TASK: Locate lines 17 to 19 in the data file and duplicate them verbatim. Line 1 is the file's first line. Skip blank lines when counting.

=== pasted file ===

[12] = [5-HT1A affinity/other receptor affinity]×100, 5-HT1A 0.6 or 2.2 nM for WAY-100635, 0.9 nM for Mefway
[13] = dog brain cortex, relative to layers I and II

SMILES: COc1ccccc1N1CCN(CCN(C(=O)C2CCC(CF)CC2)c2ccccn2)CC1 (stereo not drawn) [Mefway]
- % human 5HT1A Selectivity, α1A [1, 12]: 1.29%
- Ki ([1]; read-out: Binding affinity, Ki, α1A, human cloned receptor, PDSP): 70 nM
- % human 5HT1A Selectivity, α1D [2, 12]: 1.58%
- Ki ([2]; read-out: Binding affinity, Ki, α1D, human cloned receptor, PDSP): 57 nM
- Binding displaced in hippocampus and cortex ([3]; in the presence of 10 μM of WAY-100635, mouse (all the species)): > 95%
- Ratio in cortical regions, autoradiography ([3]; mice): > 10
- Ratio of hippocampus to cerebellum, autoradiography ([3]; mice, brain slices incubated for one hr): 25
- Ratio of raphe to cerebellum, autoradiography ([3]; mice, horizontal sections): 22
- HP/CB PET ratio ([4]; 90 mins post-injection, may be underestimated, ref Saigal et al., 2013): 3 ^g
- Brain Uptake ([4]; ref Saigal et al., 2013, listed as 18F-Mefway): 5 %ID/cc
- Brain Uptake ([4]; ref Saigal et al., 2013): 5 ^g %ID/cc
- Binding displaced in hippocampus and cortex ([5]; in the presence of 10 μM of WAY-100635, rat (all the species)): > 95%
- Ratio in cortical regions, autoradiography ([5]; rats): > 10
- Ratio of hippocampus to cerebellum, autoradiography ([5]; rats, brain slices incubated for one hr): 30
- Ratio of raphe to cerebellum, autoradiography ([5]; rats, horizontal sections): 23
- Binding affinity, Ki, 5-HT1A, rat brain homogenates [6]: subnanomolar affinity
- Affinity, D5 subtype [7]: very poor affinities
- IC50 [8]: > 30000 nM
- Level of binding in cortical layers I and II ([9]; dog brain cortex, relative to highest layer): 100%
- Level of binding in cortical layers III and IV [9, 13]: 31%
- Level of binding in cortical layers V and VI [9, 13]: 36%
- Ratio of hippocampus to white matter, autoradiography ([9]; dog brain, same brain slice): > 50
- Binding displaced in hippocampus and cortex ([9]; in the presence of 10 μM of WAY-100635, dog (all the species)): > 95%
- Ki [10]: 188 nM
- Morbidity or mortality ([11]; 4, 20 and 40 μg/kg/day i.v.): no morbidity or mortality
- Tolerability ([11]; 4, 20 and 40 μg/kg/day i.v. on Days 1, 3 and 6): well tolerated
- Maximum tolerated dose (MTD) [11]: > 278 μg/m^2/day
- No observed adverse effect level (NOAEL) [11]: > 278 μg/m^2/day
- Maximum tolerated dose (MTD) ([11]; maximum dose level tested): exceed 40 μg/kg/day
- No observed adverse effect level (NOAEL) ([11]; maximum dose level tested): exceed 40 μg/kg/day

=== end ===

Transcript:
- Ratio of hippocampus to cerebellum, autoradiography ([5]; rats, brain slices incubated for one hr): 30
- Ratio of raphe to cerebellum, autoradiography ([5]; rats, horizontal sections): 23
- Binding affinity, Ki, 5-HT1A, rat brain homogenates [6]: subnanomolar affinity